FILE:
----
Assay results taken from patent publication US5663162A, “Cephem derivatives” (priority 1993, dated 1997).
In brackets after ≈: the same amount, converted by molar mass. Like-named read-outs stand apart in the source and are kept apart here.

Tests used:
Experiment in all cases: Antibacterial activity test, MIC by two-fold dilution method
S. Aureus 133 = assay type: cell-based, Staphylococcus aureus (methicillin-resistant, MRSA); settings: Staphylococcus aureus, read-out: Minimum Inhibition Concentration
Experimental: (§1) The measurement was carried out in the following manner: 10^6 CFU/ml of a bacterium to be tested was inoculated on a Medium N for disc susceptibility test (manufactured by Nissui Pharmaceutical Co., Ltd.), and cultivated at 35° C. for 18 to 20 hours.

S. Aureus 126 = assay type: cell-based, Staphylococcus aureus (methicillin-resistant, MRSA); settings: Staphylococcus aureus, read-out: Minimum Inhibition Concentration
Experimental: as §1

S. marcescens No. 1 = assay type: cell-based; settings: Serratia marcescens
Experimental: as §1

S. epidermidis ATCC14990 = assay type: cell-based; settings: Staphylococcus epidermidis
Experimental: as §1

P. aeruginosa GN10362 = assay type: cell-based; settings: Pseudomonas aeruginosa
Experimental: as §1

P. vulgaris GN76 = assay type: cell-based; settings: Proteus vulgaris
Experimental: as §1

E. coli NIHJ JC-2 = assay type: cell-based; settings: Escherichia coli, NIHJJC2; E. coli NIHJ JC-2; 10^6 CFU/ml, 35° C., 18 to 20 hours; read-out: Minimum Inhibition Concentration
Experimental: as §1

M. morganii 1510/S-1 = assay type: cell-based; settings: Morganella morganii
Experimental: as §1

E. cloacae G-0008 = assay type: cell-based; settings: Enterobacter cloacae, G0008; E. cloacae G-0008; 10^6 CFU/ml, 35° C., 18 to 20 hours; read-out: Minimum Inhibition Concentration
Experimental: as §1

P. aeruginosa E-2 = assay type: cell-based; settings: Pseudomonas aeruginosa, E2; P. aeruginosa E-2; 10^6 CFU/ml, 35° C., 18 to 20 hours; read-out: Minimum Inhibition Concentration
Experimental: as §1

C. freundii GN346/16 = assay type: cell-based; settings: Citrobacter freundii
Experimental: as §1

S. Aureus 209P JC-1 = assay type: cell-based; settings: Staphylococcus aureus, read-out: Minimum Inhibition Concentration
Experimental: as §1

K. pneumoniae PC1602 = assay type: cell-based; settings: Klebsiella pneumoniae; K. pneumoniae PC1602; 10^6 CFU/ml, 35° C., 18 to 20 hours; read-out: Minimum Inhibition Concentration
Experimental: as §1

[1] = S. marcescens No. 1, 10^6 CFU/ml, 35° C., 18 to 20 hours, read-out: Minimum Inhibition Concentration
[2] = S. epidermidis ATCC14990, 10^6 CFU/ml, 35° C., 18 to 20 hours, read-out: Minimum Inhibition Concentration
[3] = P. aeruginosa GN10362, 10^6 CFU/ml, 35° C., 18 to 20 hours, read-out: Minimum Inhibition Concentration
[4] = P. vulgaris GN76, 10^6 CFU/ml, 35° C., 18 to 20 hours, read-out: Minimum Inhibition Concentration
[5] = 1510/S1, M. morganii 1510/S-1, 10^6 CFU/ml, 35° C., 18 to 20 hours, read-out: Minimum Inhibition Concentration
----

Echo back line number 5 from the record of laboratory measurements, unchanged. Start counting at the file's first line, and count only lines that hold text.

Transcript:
S. Aureus 133 = assay type: cell-based, Staphylococcus aureus (methicillin-resistant, MRSA); settings: Staphylococcus aureus, read-out: Minimum Inhibition Concentration